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RBI cuts repo rate by 25 bps to 7.75% as inflation eases

Livemint:  January 15, 2015

Mumbai: The Reserve Bank of India (RBI) on Thursday pared its repurchase rate by 25 basis points to 7.75% from the current 8%, citing easing inflationary pressures. One basis point is one-hundredth of a percentage point.

In an announcement before the stock markets opened for trading, the central bank said inflationary pressures have been easing since July and the path of inflation has been below the expected trajectory.

Lower-than-expected inflation has been enabled by lower global crude oil prices, weaker demand conditions globally and locally, and the government’s commitment towards fiscal consolidation, RBI said.

“These developments have provided headroom for a shift in monetary policy stance,” the central bank said.

Consumer Price Index (CPI) data released on Monday showed retail inflation at 5%, while wholesale price index data released on Wednesday showed wholesale inflation inched up to 0.1%.

“This cut was in a way expected because the governor had explicitly said that rates will be cut outside the policy. Now the market will try to price in more cuts because I believe global growth is likely to undergo a slowdown and economic data will reflect that,” said Ashish Vaidya, executive director and head of trading, India, at DBS Bank Ltd. “I expect RBI to cut rates by another 75 bps which means that 10-year yield could come off to at least 7.55% in the next couple of weeks.”

On Thursday, 10-year bond yield was trading at at 7.67% compared with its Wednesday’s close of 7.77%. The rupee also strengthened past 62 per dollar and was trading at 61.79 per dollar, up 0.65% from its previous close of 62.19.

Many bankers are expecting the central bank to cut interest rates further in 2015.

“Since the RBI has now changed its policy stance, I think we should expect more rate cuts. I think another 75 bps of cuts may come which means that the 10-year yield will come off,” said Saugata Bhattacharya, chief economist, Axis Bank Ltd. “I expect the 10-year yield to come down may be below 7% by the end of calendar year 2015.”

The last time RBI had tweaked the policy rate was on 28 January 2014 when it increased the repo rate from 7.75% to 8%. The last rate cut was on 19 March 2013.

“With inflation coming down the way it has, the RBI governor had no choice but to cut rates. I think we should expect at least another 75 bps rate cuts,” said Brijesh Mehra, India chief executive at Royal Bank of Scotland Plc. “What that will mean is the rupee could strengthen on expectations of more investments. It may go above 61 per dollar in the short term. Ten-year yield may also drop by at least 50 bps.”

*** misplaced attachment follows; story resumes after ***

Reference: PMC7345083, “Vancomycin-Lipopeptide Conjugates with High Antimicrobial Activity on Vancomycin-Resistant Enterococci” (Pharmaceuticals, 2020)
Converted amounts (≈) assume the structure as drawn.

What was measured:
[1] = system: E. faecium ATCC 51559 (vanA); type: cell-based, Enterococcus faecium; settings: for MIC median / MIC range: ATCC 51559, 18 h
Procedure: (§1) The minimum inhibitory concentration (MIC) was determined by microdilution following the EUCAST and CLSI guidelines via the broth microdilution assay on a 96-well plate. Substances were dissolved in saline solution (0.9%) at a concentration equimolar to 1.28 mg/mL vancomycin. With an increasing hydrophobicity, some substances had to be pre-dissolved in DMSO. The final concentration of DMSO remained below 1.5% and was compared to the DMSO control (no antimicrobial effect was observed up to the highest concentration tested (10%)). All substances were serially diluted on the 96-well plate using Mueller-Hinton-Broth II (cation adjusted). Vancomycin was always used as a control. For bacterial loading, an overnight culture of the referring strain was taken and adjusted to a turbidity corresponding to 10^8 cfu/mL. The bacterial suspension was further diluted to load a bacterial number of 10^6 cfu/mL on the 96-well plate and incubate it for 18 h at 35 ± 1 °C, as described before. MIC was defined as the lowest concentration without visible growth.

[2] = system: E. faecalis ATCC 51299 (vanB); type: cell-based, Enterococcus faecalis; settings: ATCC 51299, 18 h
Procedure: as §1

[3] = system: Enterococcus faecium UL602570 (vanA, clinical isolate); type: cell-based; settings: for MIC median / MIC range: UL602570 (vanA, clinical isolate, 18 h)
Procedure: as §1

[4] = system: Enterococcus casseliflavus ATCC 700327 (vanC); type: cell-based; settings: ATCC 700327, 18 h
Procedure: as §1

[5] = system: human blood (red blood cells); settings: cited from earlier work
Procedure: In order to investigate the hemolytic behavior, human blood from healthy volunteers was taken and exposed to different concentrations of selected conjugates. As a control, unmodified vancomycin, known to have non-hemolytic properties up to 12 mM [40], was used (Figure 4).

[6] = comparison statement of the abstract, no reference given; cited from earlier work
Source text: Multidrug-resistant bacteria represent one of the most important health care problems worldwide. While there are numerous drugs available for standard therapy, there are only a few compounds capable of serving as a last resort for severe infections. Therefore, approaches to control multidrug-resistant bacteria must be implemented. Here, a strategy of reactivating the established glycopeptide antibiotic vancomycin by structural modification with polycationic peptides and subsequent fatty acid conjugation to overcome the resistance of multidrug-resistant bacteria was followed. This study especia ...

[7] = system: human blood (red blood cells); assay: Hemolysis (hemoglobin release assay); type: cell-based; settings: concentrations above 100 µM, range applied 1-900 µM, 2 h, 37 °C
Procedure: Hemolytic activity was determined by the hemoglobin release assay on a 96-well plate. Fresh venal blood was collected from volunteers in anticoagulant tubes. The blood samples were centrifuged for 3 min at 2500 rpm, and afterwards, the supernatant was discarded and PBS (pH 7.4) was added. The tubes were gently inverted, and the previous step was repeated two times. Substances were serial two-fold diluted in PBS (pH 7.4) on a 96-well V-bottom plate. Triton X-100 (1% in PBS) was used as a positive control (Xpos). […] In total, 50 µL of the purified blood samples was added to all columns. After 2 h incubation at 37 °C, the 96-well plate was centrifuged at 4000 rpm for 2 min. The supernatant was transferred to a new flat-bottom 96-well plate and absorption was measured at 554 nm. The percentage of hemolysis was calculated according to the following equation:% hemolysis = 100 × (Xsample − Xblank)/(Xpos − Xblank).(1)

“The market was expecting a 50-75 bps rate cut, so there might be some mild disappointment. Though the direction that RBI has given is that of a reduction in interest rates going ahead. Banks have been bringing down their deposit rates in various maturities over the last three months, so we may see some reduction in lending rates going ahead,” said V.R. Iyer, chairperson and managing director, Bank of India. “However, since pressures due to high slippages exist, credit costs for banks have gone up and so they may not be able to pass on the entire repo rate reduction benefit to their borrowers. Base rates in some banks may come down by 5-10 bps over the next week or so.”

“Credit demand in the corporate loan segment continues to subdued,” Iyer said. “The government will have to make announcements regarding reforms in new infrastructure projects and bring in some changes in the status of stalled projects for some positive sentiments to emerge in the market.”

“This was on expected lines,” said M.S. Raghavan, chairman and managing director, IDBI Bank. “More than the quantum of the cut, what is important is that the interest rates are now on a downward trend, which gives confidence to the banks. If inflation does not throw any surprises then we can expect another 25 bps cut before the fiscal year ends.”

Disclaimer: This information has been collected through secondary research and IBEF is not responsible for any errors in the same.